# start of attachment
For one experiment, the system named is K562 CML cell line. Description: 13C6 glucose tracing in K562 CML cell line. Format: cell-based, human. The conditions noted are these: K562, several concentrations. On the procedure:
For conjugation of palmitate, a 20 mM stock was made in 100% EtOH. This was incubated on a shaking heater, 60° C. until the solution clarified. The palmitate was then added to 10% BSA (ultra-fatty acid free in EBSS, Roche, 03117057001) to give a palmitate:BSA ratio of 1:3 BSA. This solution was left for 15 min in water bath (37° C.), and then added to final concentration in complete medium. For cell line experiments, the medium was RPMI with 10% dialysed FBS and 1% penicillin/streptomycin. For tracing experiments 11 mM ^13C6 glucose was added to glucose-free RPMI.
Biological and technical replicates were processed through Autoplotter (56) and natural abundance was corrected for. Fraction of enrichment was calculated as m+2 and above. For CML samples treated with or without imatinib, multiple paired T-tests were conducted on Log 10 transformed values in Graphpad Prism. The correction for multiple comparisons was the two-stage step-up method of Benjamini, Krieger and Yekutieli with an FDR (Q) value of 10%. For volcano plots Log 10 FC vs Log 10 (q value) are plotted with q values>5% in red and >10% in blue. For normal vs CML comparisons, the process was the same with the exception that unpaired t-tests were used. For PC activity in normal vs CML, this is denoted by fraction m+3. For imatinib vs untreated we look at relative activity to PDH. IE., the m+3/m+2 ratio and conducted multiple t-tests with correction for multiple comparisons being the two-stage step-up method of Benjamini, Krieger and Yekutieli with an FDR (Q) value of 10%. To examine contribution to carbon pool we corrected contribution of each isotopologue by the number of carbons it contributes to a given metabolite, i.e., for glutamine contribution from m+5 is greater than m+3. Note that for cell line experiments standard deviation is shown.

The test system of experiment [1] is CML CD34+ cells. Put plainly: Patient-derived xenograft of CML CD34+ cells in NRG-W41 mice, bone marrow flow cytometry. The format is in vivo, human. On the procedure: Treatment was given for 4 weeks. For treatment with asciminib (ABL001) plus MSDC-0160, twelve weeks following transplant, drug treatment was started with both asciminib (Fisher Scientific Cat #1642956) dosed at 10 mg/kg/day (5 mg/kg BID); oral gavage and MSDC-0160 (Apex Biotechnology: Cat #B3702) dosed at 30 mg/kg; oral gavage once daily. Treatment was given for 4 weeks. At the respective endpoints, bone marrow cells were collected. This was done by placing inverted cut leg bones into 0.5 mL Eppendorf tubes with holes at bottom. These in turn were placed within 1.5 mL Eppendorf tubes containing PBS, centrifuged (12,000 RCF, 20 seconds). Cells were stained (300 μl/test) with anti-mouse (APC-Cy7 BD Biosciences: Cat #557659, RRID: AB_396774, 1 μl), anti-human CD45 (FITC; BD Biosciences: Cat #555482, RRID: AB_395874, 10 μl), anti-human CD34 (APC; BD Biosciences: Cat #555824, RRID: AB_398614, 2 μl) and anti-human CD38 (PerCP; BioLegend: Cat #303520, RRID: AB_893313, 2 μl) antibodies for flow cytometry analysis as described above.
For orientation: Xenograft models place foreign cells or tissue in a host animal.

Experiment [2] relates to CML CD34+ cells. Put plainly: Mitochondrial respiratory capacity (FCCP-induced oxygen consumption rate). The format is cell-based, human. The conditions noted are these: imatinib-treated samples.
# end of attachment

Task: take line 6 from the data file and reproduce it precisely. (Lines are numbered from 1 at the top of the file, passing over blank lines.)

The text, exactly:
Experiment [2] relates to CML CD34+ cells. Put plainly: Mitochondrial respiratory capacity (FCCP-induced oxygen consumption rate). The format is cell-based, human. The conditions noted are these: imatinib-treated samples.